The Chamber of Commerce for Manitowish Waters says it is the ideal spot to “get away from it all.” Manitowish Waters is up in western Vilas County deep in the Northwoods, not far from Michigan’s Upper Peninsula. The Chamber goes on to say, “Manitowish Waters is known for its quiet, less stressful surroundings perfect for a family vacation, reunion, romantic getaway, hunting or fishing excursion, or leisure day trip.” September 2, 2013. Go to story.
Demolition of the Ashland Ore Docks continues, when preservation should top the agenda
Work continues to raise the Ashland Ore Dock. It appears that the demolition crews are encountering one tough structure. These are two aerial photos taken by a friend of the docks this past week, showing you where the demolition stands.
The Canadian National Railroad (CNR) owns the dock and has decided to destroy it because it feels it to be unsafe and is worried about liabilities. The City Fathers of Ashland seem disinterested, insensitive to its historic importance, and, of course, shy of money to repair it and preserve it.
However, there are prominent people favoring its preservation.
National Trust Advisor Emeritus and architect George Haecker, whose family has summered on nearby Madeline Island since 1896, emphatically supports the effort to save the ore dock. “The ore dock is simply Ashland’s iconic heart and soul, and to see it being turned into rubble is devastating.” His firm, having worked on many historic renovation projects, including the homes of former U.S. Presidents Truman, Hoover, Clinton and Nebraska’s State Capitol, Haecker sees many positives of keeping the ore dock saved from the wrecking ball. “I was utterly dismayed last summer to see it being nibbled away at … it could certainly continue to serve as a powerful symbol of Ashland’s proud past.”
Bruce Lunde, Owner at Lunde Williams, LLC, of Madison, Wisconsin, and an acknowledged authority on maritime renovation and design, stated that losing the ore dock would forever change the waterfront landscape in Ashland. “The sad thing about the current state of demolition is that once this structure is gone, it is gone forever. The materials used in the design, the construction techniques used, and the resulting iconic structure can no longer be built the way it was then,” Lunde said. “Maybe since the local populace has been used to seeing it for so long they don’t realize the giant hole this will leave in the local fabric when it is gone. The Greatest of the Great Lakes is losing a valuable jewel and their civic identity.”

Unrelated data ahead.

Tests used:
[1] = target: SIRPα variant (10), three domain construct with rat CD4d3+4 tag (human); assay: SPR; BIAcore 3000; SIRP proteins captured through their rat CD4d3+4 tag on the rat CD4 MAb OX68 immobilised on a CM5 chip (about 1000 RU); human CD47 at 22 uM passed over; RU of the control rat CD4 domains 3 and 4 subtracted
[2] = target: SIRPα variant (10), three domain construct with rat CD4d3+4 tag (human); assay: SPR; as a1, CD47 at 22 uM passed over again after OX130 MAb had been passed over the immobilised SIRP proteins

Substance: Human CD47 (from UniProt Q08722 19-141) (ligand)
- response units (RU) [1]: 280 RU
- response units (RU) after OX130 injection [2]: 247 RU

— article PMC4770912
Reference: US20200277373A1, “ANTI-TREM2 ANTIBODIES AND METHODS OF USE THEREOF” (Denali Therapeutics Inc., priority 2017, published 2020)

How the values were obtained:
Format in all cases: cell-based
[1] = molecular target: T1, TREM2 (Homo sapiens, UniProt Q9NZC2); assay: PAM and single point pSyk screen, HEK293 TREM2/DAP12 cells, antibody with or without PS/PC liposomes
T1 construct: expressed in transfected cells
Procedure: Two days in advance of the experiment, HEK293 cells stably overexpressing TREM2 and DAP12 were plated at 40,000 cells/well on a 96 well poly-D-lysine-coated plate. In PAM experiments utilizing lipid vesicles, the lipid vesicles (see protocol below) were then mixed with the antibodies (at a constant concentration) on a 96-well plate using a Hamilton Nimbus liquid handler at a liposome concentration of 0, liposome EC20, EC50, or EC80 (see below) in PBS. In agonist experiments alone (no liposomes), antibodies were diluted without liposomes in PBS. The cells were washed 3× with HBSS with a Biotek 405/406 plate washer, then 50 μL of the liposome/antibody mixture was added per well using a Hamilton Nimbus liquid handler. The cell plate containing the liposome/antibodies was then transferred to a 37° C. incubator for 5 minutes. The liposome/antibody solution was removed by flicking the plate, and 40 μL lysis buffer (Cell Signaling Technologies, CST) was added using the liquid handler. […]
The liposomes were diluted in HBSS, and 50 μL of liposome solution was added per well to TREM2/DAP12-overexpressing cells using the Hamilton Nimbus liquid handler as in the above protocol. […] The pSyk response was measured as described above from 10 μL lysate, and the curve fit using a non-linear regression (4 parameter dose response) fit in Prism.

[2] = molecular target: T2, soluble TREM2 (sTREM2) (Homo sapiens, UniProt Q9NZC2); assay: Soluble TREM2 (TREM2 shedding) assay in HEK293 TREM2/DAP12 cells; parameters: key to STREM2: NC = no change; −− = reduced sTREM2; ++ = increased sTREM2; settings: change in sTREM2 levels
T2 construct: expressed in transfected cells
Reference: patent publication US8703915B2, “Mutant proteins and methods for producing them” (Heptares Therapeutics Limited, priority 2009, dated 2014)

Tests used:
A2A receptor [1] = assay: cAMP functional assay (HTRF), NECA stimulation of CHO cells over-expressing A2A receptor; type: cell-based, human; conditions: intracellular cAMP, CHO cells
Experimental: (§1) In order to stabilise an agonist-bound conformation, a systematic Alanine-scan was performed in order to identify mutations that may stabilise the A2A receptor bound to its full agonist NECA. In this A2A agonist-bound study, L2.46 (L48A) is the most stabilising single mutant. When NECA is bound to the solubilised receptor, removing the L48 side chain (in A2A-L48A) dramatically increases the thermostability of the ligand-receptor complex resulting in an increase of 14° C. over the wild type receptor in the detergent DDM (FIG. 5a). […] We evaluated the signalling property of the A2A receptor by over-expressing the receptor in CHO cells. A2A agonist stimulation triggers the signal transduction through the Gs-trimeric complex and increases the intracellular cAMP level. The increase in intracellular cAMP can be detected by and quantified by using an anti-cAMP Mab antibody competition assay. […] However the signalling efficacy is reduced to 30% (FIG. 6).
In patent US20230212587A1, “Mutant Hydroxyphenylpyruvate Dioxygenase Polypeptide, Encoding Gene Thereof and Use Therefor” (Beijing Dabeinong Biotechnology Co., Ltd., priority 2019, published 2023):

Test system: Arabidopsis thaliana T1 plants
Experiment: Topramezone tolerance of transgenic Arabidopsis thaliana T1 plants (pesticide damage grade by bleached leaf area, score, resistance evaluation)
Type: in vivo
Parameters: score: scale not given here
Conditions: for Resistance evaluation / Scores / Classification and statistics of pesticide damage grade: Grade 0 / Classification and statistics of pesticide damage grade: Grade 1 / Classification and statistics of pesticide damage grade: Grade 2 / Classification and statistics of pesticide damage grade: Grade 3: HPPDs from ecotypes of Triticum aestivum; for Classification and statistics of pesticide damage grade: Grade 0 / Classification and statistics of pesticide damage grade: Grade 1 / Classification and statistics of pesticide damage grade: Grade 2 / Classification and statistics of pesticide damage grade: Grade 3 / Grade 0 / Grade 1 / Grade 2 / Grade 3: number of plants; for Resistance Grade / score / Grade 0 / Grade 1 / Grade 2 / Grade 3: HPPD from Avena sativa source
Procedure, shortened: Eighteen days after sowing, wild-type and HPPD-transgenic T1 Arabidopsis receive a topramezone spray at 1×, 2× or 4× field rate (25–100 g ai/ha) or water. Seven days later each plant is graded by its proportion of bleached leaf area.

Bob Dahl, Chairman of the Apostle Islands Historic Preservation Conservancy, wrote to CNR and the Mayor of Ashland to encourage a win-win outcome, stating “we believe that financially and technically feasible alternatives are available.” Expressing what is the prevailing public sentiment, Dahl noted the ore dock is an “important part of the historic fabric of, and future promise for, the Apostle Islands region.”
To offer support or info: Jeff Peters, firstname.lastname@example.org; (715)-919-0489.
Go to our stories: Ashland's iron ore docks, a fascinating history … Ashland's iron ore docks being destroyed … Ashland's Historical Museum (51813)
Shullsburg, Wisconsin’s third oldest community
The City of Shullsburg, Lafayette County, dates as Wisconsin’s third oldest community, settled in 1827 largely by Irish prospectors. The community has done a lot to preserve its heritage. It is located in the far southwest of the state, very close to the Illinois border. The Water Street business district is now a National Historic Landmark, the result of careful restoration. While visiting, I thought I had stepped back in time, in a very uplifting way. The city hosts the Badger Mine & Museum, as it was part of a major lead mining effort in the region. April 17, 2013. Go to story.